The Subaru WRX wagon offers a respected blend of performance, affordability and practicality. With its iconic turbocharged boxer throb and dependable all-wheel-drive system, it’s a sporty wagon that’s ready for action in any weather. Our pick is the mid-range GT variant.

However, Subaru decided it would be a good idea to offer it with a CVT automatic only. Why, Subaru? Either chuck in a manual like what’s offered in the sedan to appeal to us driving enthusiasts or at least use a proper torque converter auto. Even so, it’s still a well-rounded package and surprisingly spacious in its latest generation.

2023 Subaru WRX GT Wagon
Engine: 2.4-litre turbo-petrol four-cylinder, 202kW/350Nm
Transmission: CVT auto, all-wheel drive
Claimed 0-100km/h: 6.1 seconds
Fuel consumption: 8.5L/100km
Boot volume: 492L/1430L
Starting price: $56,490

6. Skoda Superb 206TSI SportLine: A wolf in sheep’s clothing

Skoda’s Superb 206TSI is a hidden gem in the wagon segment. It boasts a cavernous cabin and innovative practicality, yet it’s powered by a proper performance engine; the ‘EA888’ 2.0-litre turbo-petrol four-cylinder that belts out 206kW and 350Nm.

Hooked up to a crisp six-speed dual-clutch auto and all-wheel drive system, this sly dog can do the 0-100km/h dash in just 5.9 seconds. Have another look at the exterior. Talk about a sleeper. It’s also priced reasonably, given its size and performance, and it offers a massive boot.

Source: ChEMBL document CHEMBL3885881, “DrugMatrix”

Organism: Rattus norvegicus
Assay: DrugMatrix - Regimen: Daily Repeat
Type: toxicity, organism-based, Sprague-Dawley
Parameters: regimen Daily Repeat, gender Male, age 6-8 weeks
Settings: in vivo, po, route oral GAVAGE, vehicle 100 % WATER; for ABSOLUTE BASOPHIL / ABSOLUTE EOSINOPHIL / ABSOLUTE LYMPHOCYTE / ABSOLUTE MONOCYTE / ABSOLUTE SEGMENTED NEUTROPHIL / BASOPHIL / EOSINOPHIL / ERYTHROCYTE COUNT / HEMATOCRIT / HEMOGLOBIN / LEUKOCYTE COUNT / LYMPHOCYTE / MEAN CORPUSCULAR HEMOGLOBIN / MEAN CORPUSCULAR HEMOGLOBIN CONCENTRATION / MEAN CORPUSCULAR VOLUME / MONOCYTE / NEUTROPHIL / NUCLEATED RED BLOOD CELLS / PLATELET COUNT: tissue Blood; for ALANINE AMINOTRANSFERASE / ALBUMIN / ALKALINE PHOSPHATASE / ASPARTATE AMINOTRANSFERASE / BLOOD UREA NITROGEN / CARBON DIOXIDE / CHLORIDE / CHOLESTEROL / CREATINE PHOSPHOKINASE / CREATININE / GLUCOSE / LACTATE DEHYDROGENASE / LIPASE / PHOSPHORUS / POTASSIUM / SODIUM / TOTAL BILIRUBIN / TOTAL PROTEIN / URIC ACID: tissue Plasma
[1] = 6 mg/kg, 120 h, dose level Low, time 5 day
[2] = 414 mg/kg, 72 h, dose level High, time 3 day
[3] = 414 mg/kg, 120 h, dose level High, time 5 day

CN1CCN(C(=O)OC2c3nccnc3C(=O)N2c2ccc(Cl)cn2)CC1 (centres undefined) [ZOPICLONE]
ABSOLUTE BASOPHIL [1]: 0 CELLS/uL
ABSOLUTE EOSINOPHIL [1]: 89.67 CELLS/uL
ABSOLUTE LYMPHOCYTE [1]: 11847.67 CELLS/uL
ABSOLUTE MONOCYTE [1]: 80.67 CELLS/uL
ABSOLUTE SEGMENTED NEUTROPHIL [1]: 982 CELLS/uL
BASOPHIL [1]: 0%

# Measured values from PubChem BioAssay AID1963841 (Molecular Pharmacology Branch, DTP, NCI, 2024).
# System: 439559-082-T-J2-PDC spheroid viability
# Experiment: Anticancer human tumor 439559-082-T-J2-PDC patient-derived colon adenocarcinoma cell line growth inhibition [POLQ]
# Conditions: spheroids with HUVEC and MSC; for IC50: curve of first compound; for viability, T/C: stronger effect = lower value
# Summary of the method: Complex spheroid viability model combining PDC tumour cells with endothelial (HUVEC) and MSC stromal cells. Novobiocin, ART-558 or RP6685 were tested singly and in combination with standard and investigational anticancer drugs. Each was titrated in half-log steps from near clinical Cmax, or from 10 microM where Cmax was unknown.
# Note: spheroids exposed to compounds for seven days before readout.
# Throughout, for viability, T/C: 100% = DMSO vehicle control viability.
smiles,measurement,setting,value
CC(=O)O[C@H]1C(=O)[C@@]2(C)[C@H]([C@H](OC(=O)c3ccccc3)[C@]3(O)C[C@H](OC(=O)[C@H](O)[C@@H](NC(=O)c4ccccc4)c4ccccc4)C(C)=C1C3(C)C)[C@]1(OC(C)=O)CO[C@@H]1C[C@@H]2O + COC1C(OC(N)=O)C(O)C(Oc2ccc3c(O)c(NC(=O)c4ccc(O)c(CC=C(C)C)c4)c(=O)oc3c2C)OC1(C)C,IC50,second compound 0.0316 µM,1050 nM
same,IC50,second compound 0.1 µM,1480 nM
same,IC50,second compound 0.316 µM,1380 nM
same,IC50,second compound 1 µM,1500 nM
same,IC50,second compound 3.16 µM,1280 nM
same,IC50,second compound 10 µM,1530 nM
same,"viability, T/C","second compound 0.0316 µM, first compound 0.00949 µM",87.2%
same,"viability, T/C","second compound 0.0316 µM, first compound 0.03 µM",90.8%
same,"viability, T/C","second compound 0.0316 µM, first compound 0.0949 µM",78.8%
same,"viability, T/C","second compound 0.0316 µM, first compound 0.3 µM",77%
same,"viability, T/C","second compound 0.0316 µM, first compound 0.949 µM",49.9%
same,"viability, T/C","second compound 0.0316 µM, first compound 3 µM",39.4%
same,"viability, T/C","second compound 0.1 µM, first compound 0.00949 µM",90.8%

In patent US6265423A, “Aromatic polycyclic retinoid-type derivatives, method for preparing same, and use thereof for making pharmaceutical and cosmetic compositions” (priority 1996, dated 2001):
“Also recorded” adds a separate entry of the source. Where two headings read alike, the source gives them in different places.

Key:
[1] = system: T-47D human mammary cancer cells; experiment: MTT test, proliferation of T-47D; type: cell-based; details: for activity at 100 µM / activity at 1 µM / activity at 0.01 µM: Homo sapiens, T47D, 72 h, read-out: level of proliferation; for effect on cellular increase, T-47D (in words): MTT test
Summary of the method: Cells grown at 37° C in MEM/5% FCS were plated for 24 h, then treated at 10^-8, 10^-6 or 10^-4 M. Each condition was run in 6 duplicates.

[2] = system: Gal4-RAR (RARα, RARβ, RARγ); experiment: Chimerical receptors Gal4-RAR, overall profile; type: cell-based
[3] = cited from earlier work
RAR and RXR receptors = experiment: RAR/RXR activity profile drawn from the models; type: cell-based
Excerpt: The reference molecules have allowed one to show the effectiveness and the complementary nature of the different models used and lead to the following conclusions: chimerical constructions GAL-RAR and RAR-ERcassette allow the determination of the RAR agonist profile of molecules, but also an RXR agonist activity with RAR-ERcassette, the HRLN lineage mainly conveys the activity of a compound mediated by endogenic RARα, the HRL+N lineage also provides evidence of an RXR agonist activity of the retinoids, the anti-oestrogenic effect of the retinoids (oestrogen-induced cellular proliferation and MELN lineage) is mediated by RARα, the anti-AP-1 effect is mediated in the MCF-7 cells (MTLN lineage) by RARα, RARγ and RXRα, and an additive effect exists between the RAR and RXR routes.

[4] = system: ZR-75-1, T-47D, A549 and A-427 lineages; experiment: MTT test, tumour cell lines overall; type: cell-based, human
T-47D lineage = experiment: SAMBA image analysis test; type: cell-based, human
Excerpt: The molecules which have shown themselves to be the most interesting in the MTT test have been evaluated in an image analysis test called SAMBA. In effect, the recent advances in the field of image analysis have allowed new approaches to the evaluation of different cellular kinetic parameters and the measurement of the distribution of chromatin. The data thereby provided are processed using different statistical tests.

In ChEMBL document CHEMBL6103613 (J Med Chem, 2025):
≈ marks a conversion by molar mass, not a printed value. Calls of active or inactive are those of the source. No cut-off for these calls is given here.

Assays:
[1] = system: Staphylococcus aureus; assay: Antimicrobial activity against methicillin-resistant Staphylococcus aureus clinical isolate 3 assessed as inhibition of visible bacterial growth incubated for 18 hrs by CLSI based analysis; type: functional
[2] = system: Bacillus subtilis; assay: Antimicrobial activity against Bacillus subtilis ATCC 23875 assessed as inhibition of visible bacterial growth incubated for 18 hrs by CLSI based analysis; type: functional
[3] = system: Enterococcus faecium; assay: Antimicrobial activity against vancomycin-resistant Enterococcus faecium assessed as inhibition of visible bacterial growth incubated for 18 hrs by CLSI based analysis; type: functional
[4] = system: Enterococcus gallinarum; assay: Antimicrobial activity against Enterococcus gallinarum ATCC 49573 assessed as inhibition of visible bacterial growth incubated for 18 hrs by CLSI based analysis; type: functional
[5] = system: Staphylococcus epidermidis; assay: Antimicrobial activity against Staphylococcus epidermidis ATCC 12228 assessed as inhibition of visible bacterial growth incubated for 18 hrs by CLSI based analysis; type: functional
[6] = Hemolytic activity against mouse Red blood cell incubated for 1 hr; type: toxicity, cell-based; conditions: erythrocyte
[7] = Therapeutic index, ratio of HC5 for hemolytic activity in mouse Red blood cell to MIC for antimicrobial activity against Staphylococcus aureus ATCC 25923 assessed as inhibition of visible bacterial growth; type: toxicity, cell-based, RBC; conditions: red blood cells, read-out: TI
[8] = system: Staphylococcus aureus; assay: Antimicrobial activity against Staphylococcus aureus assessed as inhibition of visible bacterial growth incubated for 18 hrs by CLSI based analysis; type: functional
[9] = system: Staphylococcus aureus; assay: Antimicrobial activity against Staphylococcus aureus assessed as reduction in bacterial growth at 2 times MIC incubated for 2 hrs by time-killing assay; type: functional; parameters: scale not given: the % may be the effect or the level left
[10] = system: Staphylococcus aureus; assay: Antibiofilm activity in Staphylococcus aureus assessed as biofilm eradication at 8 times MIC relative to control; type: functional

2023 Skoda Superb 206TSI SportLine
Engine: 2.0-litre turbo-petrol four-cylinder, 206kW/350Nm
Transmission: Six-speed dual-clutch auto, all-wheel drive
Claimed 0-100km/h: 5.9 seconds
Fuel consumption: 8.2L/100km
Boot volume: 660L/1960L
Starting price: $70,990

5. MINI Clubman Cooper S: Fun for shopping… carpark racing?

The MINI Clubman Cooper S is a compact wagon with a big personality. With its punchy turbo engine and playful handling, it’s a blast to drive. Plus, it features the iconic split rear doors for added practicality and style.

MINI also offers the Clubman wagon in full-cream John Cooper Works configuration, turning power up from 142kW to 225kW. But that switches to all-wheel drive and costs about $20,000 more. And more importantly, in our opinion, is a bit too serious; it’s not as raw and playful as the regular Cooper S. After all, isn’t the MINI supposed to be about ‘less is more’?

2023 MINI Clubman Cooper S
Engine: 2.0-litre turbo-petrol four-cylinder, 141kW/280Nm
Transmission: Seven-speed dual-clutch auto, front-wheel drive
Claimed 0-100km/h: 7.2 seconds
Fuel consumption: 6.2L/100km
Boot volume: 360L/1250L
Starting price: $53,250

4. Audi A4 45 TFSI wagon: Suave and sophisticated

The Audi A4 45 TFSI wagon offers a blend of luxury and refined performance, wrapped up in a very sharp and sophisticated design. This has to be one of the sharpest-dressed wagons in this lineup, surely? In Dynamic trim it comes with 19-inch wheels and fashionable dark exterior highlights.

In top-spec form it also comes with quattro all-wheel drive, so you could potentially take it to that weekend camping trip instead of relying on the big, heavy SUV. All-wheel drive means it’ll also handle the wet weather and even snowy conditions better than any two-wheel drive rival.

2023 Audi A4 45 TFSI Dynamic
Engine: 2.0-litre turbo-petrol four-cylinder, 183kW/370Nm
Transmission: Seven-speed dual-clutch auto, all-wheel drive
Claimed 0-100km/h: 6.0 seconds
Fuel consumption: 7.3L/100km
Boot volume: 505L/1510L
Starting price: $80,369

3. Volvo V60: Scandinavian elegance